Intersectionality looks at the systems of power that show us how different social and economic factors work together to either advantage or disadvantage folks based on the layers of their identity. There’s this idea that comes from Audre Lorde’s Who Said It Was Simple poem that liberating one aspect of your identity does not liberate you entirely. When we pit identity factors against one another, we just keep oppressive systems in place.
Considering all these factors means looking at our own privilege and recognizing how we may be privileged in certain areas while not in others. For instance, someone may be an educated white male and also has diverse abilities. Privilege is something that is systemic. We are not individually responsible for systems of privilege but we do have a responsibility to acknowledge and recognize the ways in which our privilege benefits us. I work to try and jeopardize that privilege or to create space to amplify the voices of people who don’t have a seat at the table, a seat which I often take for granted.
Art is powerful in motivating people to create change and to feel represented as well as safe to express themselves. The arts as a collective has been a leader in pushing boundaries. It explores the most intimate connections to oneself requiring mindfulness and self-reflection; to sit with the good and bad parts of oneself. It’s an intimate realm but also subversive tying into the fabrics of society as a whole. Historically, it’s been revolutionary. Art has always been and is bold. It’s willing to question the status quo and challenge comfortability; to get people to be uncomfortable.
C: I think that privilege can be difficult to admit in the meritocratic society we live in. As you mention and so succinctly capture with the essence of intersectionality, it’s an important piece to nonetheless always be made aware of in our daily lives. The responsibility we have in being a bit more reflective within the privileged areas of our own life. As one of the lasting thoughts, I’m curious to hear your thoughts are on: art as a tool or form of liberation?
J: Art is a beautiful form for allowing the expression of our truth through various mediums. It has such a long history of being subversive and revolutionary. I saw this quite vividly when I was travelling in in Valparaíso, Chile back in March, which is the country’s street art capital. Murals everywhere. During the Pinochet dictatorship in the 70’s, art was a form of resistance as an anti-regime statement at a time where political art was banned and carried life-threating risk. The legacy of muralism and artistic expression still continues today. A prison that held political prisoners was recently converted into a cultural and community centre where artists can practice and display their work. .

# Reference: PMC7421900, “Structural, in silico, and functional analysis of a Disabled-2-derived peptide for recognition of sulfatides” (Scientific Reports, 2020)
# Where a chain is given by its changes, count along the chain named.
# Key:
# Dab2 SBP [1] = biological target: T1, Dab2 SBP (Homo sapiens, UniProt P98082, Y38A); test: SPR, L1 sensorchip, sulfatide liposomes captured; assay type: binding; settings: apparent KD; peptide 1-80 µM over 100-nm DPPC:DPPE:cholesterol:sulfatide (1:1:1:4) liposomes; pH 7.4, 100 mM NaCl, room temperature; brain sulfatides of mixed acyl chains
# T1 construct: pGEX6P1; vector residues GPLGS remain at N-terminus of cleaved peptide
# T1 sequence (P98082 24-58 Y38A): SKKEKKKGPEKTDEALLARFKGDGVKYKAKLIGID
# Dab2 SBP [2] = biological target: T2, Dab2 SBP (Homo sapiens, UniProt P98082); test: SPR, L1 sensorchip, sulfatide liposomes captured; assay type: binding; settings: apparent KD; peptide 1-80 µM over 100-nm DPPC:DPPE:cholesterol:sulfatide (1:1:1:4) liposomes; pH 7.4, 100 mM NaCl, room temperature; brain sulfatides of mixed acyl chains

There’s the acknowledgement and recognition of the agency in art to affect change, political change. Art is powerful in motivating people to create change and to feel represented as well as safe to express themselves. The arts as a collective has been a leader in pushing boundaries. It explores the most intimate connections to oneself requiring mindfulness and self-reflection; to sit with the good and bad parts of oneself. It’s an intimate realm but also subversive tying into the fabrics of society as a whole. Historically, it’s been revolutionary. Art has always been and is bold. It’s willing to question the status quo and challenge comfortability; to get people to be uncomfortable.
However, art can also be used inappropriately. It can misrepresent or even be an oppressive abuse of power. “At its core are profound questions about power and authority. Those who control art—its form, placement, availability, and definition—control a significant part of the cultural narrative that defines who we are and our relationship with the past*.” Examples such as the appropriation or misrepresentation of Indigenous art within Canada.
The beautiful path of life is an unending journey of exploration.
C: Any last pieces you’d like to share? Biggest call to action?
J: Be open to continued learning. Never stop seeking ways to explore. There is strength in being open to continued learning. Don’t see setbacks or mistakes as failures because the beautiful path of life is that it is an unending journey of exploration.
Engage in brave conversations. Make people feel safe when doing so. Having these conversations helps with a richer and more empathetic view of society and yourself.
Lastly, never stop creating, whatever that means for you. There are so many creative and rich communications out there that are pushing progress in wild ways that are challenging dominant pedagogies. Within the Vancouver region, there is an awesome cultural scene and many great ways to get involved.
—If you want to reach Jacqueline, send her an email!
*Source: Art History Basics by Khan Academy